People have labelled Nick Kyrgios' new ad "tasteless" on the eve of the Australian Open.

On the eve of the Australian Open, controversial Aussie tennis star Nick Kyrgios has already caused a stir — without even setting foot on the court.

The 21-year-old shared a new ad for Nike Australia on his Twitter account last night, evoking a storm of angry tweets from social media users.

The ad, which features a moving image of Kyrgios surrounded by black and grey clouds and lightning, is captioned: “Dark clouds never got in the way of talent. #JustDoIt”

Nike has been criticised both for endorsing the troubled youngster despite his history of misdemeanours. The ad has also been accused of diminishing the very real toll of mental illness.

“What a tasteless way of saying mental illness is no big thing,” one user wrote.

Another labelled Kyrgios’ an “appalling example for our kids”.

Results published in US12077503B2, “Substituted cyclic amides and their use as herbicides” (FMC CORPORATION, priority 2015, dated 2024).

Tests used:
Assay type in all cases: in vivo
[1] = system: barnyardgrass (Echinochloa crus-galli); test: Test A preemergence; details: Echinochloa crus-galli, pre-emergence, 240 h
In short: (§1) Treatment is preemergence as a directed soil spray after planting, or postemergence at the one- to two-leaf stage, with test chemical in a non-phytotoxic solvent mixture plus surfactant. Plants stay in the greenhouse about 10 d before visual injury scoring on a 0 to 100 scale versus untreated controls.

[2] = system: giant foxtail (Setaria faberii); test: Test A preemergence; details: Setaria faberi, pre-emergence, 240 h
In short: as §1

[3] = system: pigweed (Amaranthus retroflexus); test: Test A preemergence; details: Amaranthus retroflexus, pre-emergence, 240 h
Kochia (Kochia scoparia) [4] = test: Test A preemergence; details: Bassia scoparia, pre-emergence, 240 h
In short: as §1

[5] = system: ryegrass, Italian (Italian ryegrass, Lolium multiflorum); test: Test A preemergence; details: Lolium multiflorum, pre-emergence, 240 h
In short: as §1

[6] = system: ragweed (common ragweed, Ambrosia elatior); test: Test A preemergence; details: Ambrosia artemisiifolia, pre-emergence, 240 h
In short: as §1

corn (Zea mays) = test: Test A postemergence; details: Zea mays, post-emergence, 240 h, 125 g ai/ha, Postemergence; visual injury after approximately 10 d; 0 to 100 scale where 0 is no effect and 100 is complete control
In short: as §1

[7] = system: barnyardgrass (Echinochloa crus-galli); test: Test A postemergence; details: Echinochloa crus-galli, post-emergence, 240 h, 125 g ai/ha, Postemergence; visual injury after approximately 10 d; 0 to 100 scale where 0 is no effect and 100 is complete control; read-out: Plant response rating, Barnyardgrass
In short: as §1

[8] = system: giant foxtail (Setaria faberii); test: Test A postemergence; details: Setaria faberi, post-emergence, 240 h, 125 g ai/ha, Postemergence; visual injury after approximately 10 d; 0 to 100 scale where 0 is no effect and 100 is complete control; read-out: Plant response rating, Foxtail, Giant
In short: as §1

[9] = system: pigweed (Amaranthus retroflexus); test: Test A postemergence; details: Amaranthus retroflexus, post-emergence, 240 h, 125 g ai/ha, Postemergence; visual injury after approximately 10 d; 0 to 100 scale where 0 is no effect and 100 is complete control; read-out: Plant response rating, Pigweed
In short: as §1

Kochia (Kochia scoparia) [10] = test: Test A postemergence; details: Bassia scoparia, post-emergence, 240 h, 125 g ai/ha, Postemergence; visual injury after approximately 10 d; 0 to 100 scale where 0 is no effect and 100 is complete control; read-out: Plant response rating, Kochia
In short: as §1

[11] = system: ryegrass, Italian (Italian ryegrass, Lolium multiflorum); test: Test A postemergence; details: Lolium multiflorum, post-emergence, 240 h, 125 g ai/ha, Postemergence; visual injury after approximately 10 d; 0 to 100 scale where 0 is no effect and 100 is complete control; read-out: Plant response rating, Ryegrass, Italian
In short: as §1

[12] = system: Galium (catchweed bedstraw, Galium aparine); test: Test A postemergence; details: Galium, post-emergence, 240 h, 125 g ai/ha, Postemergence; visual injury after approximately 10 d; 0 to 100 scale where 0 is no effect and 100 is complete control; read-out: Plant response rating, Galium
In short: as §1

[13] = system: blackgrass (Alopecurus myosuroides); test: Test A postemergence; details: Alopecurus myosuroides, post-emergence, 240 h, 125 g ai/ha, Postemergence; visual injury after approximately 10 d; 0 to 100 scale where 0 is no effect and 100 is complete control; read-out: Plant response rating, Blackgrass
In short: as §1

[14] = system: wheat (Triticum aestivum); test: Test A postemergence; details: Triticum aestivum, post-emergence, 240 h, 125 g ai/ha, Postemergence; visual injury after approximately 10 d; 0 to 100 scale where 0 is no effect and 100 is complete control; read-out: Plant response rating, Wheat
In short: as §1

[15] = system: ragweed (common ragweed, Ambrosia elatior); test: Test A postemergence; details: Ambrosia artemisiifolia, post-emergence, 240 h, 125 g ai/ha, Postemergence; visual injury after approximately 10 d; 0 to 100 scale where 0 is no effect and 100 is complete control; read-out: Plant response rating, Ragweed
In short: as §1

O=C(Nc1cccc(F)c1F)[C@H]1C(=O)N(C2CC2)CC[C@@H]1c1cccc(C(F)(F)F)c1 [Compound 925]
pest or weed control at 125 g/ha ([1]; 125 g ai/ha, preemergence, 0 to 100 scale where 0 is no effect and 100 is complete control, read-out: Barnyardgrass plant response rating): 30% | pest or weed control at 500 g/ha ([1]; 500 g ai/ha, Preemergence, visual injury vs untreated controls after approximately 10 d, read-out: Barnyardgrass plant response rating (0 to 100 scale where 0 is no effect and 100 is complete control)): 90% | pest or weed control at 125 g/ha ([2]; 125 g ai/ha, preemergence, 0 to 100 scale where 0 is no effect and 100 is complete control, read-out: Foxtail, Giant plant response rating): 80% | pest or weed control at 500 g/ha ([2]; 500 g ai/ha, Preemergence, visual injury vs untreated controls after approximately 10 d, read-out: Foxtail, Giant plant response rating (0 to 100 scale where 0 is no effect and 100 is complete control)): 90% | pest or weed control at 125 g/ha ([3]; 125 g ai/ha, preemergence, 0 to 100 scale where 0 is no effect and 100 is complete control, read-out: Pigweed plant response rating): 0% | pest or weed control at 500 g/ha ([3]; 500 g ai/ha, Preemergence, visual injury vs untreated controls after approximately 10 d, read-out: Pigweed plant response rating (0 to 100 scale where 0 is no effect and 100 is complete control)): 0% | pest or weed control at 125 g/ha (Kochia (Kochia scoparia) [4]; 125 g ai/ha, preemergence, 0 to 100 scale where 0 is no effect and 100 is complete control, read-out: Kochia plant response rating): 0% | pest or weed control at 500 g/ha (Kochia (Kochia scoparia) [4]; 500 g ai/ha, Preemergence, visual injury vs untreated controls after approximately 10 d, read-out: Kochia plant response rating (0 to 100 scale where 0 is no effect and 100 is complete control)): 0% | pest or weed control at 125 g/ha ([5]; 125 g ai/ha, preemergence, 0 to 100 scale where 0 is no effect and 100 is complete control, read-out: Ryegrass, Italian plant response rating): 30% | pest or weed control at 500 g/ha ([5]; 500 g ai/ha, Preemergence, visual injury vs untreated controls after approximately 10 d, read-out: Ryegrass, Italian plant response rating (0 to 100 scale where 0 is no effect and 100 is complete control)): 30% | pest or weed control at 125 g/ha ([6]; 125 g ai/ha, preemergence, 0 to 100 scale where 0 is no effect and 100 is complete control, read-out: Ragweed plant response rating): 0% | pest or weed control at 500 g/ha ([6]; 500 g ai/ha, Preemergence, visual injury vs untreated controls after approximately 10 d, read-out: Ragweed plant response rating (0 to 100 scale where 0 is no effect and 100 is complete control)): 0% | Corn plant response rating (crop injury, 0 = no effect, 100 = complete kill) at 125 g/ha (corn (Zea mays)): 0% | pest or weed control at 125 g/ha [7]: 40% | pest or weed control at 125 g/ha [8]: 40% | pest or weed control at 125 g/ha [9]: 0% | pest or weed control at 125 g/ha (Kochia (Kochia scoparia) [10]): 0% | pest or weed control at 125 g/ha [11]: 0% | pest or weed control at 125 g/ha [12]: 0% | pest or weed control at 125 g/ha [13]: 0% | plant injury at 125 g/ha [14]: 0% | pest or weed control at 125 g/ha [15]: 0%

Others simply called him a “flog”, “a tool” and a “disrespectful person”.

The Canberra-born ‘bad boy’ has been sanctioned repeatedly for his on-court antics and was most recently fined $16,500 for verbally abusing a spectator, as well as unsportsmanlike conduct at the Shanghai Masters in October.

The Mamamia Out Loud crew chatted about Kyrgios last year:

That particular outburst came just months after Kyrgios’ sought help from a sports psychologist following a drama-plagued 2015.

So far Nike hasn’t commented on their choice to back the the controversial star, but has previously sponsored other young players criticised for their attitudes such America’s John Mcenroe.

Another former tennis star, Andy Murray, spoke about the need to protect Kyrgios after his Shanghai altercation.

“When I was very young, I struggled with it massively. In those situations he maybe needs to be guided a little bit better and I’m sure he will learn from this. We don’t always talk about it when we’re that age,” Murray told the press.

“Sometimes the mental health of players is not really discussed because we’re supposed to be mentally strong. If you are seen to be talking about feelings or not believing in yourself or struggling to cope with pressure, that’s seen as a negative.”

Mamamia has contacted Nike for comment.